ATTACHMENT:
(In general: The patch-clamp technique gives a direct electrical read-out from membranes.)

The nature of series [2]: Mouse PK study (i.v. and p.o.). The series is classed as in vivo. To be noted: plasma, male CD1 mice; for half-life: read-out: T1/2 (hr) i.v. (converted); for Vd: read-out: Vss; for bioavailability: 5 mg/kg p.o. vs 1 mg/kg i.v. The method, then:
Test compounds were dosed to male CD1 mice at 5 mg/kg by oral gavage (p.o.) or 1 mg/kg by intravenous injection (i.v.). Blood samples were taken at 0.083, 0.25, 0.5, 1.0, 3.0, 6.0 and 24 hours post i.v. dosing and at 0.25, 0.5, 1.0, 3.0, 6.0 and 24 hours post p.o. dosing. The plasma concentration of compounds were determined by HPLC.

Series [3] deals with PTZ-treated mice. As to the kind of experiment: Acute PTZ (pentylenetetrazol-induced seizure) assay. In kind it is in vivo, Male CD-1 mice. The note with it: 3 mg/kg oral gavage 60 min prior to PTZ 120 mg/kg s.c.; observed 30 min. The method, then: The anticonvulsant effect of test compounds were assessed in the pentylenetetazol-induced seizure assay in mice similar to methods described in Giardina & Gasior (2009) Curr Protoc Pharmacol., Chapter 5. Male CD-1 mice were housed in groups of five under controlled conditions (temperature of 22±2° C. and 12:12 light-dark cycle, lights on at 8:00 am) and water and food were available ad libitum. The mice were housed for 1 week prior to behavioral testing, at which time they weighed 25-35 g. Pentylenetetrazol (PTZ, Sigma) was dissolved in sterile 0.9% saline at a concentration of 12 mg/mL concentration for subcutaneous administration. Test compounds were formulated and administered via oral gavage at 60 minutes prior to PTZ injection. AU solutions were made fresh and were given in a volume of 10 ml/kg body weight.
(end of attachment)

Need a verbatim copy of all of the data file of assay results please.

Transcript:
(In general: The patch-clamp technique gives a direct electrical read-out from membranes.)

The nature of series [2]: Mouse PK study (i.v. and p.o.). The series is classed as in vivo. To be noted: plasma, male CD1 mice; for half-life: read-out: T1/2 (hr) i.v. (converted); for Vd: read-out: Vss; for bioavailability: 5 mg/kg p.o. vs 1 mg/kg i.v. The method, then:
Test compounds were dosed to male CD1 mice at 5 mg/kg by oral gavage (p.o.) or 1 mg/kg by intravenous injection (i.v.). Blood samples were taken at 0.083, 0.25, 0.5, 1.0, 3.0, 6.0 and 24 hours post i.v. dosing and at 0.25, 0.5, 1.0, 3.0, 6.0 and 24 hours post p.o. dosing. The plasma concentration of compounds were determined by HPLC.

Series [3] deals with PTZ-treated mice. As to the kind of experiment: Acute PTZ (pentylenetetrazol-induced seizure) assay. In kind it is in vivo, Male CD-1 mice. The note with it: 3 mg/kg oral gavage 60 min prior to PTZ 120 mg/kg s.c.; observed 30 min. The method, then: The anticonvulsant effect of test compounds were assessed in the pentylenetetazol-induced seizure assay in mice similar to methods described in Giardina & Gasior (2009) Curr Protoc Pharmacol., Chapter 5. Male CD-1 mice were housed in groups of five under controlled conditions (temperature of 22±2° C. and 12:12 light-dark cycle, lights on at 8:00 am) and water and food were available ad libitum. The mice were housed for 1 week prior to behavioral testing, at which time they weighed 25-35 g. Pentylenetetrazol (PTZ, Sigma) was dissolved in sterile 0.9% saline at a concentration of 12 mg/mL concentration for subcutaneous administration. Test compounds were formulated and administered via oral gavage at 60 minutes prior to PTZ injection. AU solutions were made fresh and were given in a volume of 10 ml/kg body weight.